Board Begins Review of NASA’s Psyche Mission

On July 19, Psyche’s independent review board met for the first time.

The focus is on understanding technical issues that led to the delay, how the risk of delay was or was not understood and communicated within the project, as well as to those charged with oversight of the mission at JPL in a timely manner, and the work required to ensure that Psyche is ready for a potential future opportunity.

The board’s objectives are to:

  • Study any and all issues that contributed to the launch delay, including the lack of visibility of the problems to management, standing review board, technical authorities, etc. or through standard life cycle reviews.
  • Identify when the problems began arising, why there was a lack of visibility, and determine if there were missed opportunities to take action earlier to possibly prevent the launch delay or prevent shipping to KSC and preparations for launch.
  • Identify and raise other issues that might be crucial for mission success not yet recognized by the team.
  • Identify specific corrective actions to prevent future reoccurrence of identified issues both in the Psyche replan and in other missions.
  • Identify any additional technical work the board believes is required to be completed for launch readiness.
  • Identify lessons learned associated with the acquisition strategy of a commercial bus for future NASA deep space missions.

The board is expected to brief their findings to NASA and JPL leadership in late September.

NASA Begins Psyche Mission Review

NASA’s Science Mission Directorate and the Jet Propulsion Laboratory have commissioned an independent review to examine project and institutional issues that led to the Psyche mission missing its planned 2022 launch opportunity, and to review the mission’s path forward. The 15-member review board will be chaired by retired NASA official Tom Young and is slated to begin work on July 19. The review will study factors of workforce environment, culture, communication, schedule, and both technical and programmatic risks. Results of this study will help inform a continuation/ termination review for the mission, as well as provide NASA and JPL with actionable information to reduce risk for other missions. The board is expected to brief their findings to NASA and JPL leadership in late September.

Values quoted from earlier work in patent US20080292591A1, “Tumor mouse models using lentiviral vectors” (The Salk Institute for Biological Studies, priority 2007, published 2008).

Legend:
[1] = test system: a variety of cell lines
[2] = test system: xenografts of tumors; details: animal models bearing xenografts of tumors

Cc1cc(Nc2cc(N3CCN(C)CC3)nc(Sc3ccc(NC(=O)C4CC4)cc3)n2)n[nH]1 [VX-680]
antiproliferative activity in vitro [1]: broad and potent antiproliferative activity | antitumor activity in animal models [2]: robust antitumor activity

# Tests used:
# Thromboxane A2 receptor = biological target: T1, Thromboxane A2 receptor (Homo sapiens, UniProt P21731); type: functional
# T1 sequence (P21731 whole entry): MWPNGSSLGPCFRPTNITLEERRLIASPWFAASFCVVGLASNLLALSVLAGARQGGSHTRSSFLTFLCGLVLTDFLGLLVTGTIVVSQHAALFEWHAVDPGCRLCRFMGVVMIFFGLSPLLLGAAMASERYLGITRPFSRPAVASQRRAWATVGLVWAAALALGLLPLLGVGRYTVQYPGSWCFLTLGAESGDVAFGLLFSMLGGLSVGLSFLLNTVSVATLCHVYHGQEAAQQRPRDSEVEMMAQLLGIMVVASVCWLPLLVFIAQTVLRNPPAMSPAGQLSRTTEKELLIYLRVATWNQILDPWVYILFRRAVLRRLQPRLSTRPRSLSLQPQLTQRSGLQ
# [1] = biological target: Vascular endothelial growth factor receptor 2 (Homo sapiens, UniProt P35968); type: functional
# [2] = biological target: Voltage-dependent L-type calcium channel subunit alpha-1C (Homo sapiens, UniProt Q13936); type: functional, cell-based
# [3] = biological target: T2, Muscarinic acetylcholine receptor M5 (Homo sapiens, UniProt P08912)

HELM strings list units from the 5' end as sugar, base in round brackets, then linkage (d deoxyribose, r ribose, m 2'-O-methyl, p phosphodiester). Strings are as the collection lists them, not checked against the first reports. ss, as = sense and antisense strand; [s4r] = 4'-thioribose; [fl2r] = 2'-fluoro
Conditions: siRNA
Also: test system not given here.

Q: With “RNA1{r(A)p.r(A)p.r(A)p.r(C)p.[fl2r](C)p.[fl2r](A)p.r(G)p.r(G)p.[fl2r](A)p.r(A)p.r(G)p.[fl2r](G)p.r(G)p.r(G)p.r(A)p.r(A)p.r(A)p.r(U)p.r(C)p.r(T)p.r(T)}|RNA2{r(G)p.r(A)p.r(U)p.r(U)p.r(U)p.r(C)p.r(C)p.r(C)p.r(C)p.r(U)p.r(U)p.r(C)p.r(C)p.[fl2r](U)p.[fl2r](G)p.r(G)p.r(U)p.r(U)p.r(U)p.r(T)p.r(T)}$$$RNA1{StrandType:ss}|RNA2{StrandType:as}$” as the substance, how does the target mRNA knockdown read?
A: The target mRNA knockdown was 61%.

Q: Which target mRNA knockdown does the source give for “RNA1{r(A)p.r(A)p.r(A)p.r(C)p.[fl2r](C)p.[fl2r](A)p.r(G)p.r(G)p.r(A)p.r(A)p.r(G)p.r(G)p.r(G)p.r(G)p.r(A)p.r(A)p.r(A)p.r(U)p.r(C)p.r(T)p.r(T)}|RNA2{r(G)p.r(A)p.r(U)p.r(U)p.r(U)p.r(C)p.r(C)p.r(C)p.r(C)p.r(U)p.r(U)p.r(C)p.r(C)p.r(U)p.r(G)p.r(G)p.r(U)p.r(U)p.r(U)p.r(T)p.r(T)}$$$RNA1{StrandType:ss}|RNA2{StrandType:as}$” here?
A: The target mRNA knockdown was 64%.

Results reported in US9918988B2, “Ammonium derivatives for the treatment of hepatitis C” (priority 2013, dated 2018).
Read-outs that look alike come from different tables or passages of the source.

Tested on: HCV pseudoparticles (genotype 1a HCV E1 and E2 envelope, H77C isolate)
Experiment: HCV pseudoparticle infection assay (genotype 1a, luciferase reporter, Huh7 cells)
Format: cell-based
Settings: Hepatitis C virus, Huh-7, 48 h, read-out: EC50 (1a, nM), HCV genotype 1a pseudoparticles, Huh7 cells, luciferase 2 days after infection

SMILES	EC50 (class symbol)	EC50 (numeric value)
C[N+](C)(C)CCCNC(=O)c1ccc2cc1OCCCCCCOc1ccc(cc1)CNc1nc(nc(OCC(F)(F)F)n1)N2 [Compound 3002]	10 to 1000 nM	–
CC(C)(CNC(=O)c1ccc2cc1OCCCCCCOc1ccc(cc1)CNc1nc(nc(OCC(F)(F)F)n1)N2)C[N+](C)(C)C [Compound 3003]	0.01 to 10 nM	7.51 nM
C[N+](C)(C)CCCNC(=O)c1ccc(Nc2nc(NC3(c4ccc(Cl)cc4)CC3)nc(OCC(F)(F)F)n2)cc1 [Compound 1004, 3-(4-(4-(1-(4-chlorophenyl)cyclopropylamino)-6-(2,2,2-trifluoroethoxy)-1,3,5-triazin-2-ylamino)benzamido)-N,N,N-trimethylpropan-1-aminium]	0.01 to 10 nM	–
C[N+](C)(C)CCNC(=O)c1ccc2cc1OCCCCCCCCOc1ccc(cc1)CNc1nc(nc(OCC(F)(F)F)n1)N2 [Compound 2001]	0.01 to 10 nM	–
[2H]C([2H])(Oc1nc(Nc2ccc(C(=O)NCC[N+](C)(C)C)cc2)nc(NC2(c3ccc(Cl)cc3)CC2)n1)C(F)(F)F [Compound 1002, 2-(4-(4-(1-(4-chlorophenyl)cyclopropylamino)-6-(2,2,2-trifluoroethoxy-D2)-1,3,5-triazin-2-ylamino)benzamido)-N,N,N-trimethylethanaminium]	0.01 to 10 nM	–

Psyche Mission Update

This illustration, updated in April 2022, depicts NASA’s Psyche spacecraft. The Psyche mission will explore a metal-rich asteroid of the same name that lies in the main asteroid belt between Mars and Jupiter. The spacecraft will orbit the asteroid – also shown in this illustration – for nearly two years to investigate its composition. Credit: NASA/JPL-Caltech/ASU

NASA’s Psyche mission team continues to assess ongoing issues with the spacecraft’s flight software. The team is evaluating its ability to meet a schedule to launch in 2022 – the current launch period is Sept. 20 to Oct. 11. If it is determined that launch in 2022 is not possible, a full range of actions for how to proceed will be considered.

NASA’s Psyche Mission Launch Update

NASA’s Psyche spacecraft is nearing the final stages of preparations for launch, and the mission team is working to confirm that all hardware and software systems are operating correctly. An issue is preventing confirmation that the software controlling the spacecraft is functioning as planned. The team is working to identify and correct the issue. To allow more time for this work, the launch period is being updated to no earlier than Sept. 20, 2022, pending range availability.